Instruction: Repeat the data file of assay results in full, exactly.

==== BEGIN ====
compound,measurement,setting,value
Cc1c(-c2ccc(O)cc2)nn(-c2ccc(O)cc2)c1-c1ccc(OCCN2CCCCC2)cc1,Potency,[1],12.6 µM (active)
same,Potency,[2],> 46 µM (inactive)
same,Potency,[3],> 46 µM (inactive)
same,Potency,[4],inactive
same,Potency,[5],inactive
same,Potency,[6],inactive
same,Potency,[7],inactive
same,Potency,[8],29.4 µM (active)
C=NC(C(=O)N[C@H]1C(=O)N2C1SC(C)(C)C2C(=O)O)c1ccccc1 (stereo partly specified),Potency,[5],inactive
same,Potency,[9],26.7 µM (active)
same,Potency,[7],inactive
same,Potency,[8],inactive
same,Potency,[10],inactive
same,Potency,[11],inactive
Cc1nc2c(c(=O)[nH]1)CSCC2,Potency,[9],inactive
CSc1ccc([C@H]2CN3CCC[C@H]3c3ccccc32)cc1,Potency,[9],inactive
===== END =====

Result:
compound,measurement,setting,value
Cc1c(-c2ccc(O)cc2)nn(-c2ccc(O)cc2)c1-c1ccc(OCCN2CCCCC2)cc1,Potency,[1],12.6 µM (active)
same,Potency,[2],> 46 µM (inactive)
same,Potency,[3],> 46 µM (inactive)
same,Potency,[4],inactive
same,Potency,[5],inactive
same,Potency,[6],inactive
same,Potency,[7],inactive
same,Potency,[8],29.4 µM (active)
C=NC(C(=O)N[C@H]1C(=O)N2C1SC(C)(C)C2C(=O)O)c1ccccc1 (stereo partly specified),Potency,[5],inactive
same,Potency,[9],26.7 µM (active)
same,Potency,[7],inactive
same,Potency,[8],inactive
same,Potency,[10],inactive
same,Potency,[11],inactive
Cc1nc2c(c(=O)[nH]1)CSCC2,Potency,[9],inactive
CSc1ccc([C@H]2CN3CCC[C@H]3c3ccccc32)cc1,Potency,[9],inactive